Clover Hera Marker
Quite possibly another one of those tools you found in grandma’s sewing box that made you scratch your head. Let me tell you, the Clover Hera Marker is pattern marking genius! You can mark front and back of a piece of fabric in one stroke. You can also mark though multiple layers of fabric. What?! Yes, you read that right! I can mark three layers of light weight woven fabric with this baby, two if it’s medium weight!
Simply hold the tool like a pencil and use the curved end to “write” on your fabric. You have to apply some pressure to it. It leaves a crease in the fibers of the fabric. It’s not ideal for busy prints, but solid fabric shows the marks beautifully. And, they disappear in the wash. This is one mark that is pretty much a guarantee to NOT stain your fabric, however, it doesn’t work well on shifty loosely woven fibers. Again, not a good choice for fabrics with a nap.
Good ol’ tailors tacks
Kicking back to old school tricks, tailors tacks are wonderful for a wide range of fabric types and colors. They may take a little more time than simply picking up a marking and drawing on your fabric, but they definitely still have their place. I couldn’t imagine marking darts on a delicate lace with a marking pen or pencil. Tailors tacks are the perfect solution! (anybody else want to make a lace overlay Sonata now?)
Really, pins and wonder clips!
Seriously, yes. Pins and wonder clips are on this list. And let me tell you, I use them a LOT, especially for marking the notches for sleeves. I really really REALLY dislike cutting notches. Sorry, but it’s true. However, I do know how important those notches are! So, I just reach into my bowl, yep, I keep each in their own bowl, and mark away! Two pins or clips for double notches, and one for a single. Depending on the fabric, pins or clips may be more secure. If you are using a very delicate fabric, make sure to keep your pin or clip in the seam allowance to avoid damaging the fibers.
I also like to use pins occasionally for marking the pocket placement on a shirt. I cross two pins at the inner top corner marking. Then, I line that up with the pocket piece. Make sure to get the pins straight, so your pocket is straight as well.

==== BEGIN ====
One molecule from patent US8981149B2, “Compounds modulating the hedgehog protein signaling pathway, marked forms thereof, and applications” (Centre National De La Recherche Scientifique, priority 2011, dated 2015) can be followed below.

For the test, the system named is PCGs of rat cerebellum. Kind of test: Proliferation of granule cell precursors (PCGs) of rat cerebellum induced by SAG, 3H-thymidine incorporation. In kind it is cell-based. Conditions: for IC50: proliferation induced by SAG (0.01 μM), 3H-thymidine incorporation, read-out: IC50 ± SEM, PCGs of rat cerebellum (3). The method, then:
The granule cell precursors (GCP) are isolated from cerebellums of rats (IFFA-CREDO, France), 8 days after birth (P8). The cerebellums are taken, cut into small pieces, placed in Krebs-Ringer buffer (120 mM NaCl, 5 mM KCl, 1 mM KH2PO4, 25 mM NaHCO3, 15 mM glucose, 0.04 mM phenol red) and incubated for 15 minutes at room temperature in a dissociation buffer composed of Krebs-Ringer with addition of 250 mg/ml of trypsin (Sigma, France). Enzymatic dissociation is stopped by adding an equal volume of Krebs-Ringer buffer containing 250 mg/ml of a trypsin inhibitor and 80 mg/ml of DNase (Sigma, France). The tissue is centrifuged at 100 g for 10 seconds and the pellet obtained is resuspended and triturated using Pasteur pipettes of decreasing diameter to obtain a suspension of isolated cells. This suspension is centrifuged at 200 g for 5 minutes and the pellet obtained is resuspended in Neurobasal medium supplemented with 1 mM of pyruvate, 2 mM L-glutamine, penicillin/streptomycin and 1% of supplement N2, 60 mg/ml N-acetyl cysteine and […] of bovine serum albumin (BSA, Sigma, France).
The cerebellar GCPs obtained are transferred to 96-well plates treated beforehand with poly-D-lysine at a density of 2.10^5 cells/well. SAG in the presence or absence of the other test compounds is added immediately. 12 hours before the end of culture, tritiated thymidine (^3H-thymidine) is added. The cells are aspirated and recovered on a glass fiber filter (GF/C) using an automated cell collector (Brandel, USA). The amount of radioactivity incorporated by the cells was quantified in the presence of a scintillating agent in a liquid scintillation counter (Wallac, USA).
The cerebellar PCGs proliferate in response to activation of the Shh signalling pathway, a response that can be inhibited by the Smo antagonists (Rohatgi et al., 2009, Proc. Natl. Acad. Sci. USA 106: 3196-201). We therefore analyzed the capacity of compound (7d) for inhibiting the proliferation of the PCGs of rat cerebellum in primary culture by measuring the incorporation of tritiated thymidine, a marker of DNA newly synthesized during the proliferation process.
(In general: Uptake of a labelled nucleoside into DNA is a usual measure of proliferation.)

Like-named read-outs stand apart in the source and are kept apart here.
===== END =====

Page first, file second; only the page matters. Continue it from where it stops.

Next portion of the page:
Clips are also great for marking the quarter points on neckbands and necklines! Of course, you can use pins here as well.
The more permanent marks
The items in this list are definitely more of a “use at your own risk”. However, I will state that I do use them all. the. time. You just have to be very mindful that these marks may NOT wash out. Even a washable marker can lie to you and leave a stain. I reserve these tools for marking where I either need to cut, say tracing a pattern, or in the seam allowance only. You won’t find me reaching for a ball point pen to mark a bust apex! However, a ball point pen is amazing at marking where a button goes. Just poke it through a button hole and it leaves a small dot that will be concealed once the button is attached. Again, this isn’t going to wash out, usually. However, they write on most fabrics effortlessly (again, think notch markings in the seam allowance) and I almost always have a pen in reach. They are also fabulous for tracing patterns on leather. Nice thin line to cut on and it dries instantly so the ink doesn’t smear. Below I used a ball point pen to mark the cut line for a button placket.
A standard pencil is awesome for marking sleeve notches in the sleeve allowance on lighter color fabric, or even where to cut when constructing a button placket.
Frixion pens are a popular pattern marking tool for many seamstresses because the marks are no longer visible once you iron over them. However, use these with care! Sometimes the pens can leave a white stain on the fabric, or even worse, the ink marks can return when exposed to very cold temperatures! (sorry that the mark isn’t very visible here. My pen is running out of ink!)
Sharpies. Yes. Sharpies. I have yet to find something better for marking the pattern on the back of faux fur. Yes, it’s permanent. However, since we are marking the BACK and we are cutting ON the line we are drawing, it’s fine.
There are other tools on the market as well that I know I missed. There are so many choices out there! Share your favorite way to mark your patterns in the comments below or share in our Facebook Support Group. I love new ideas!!!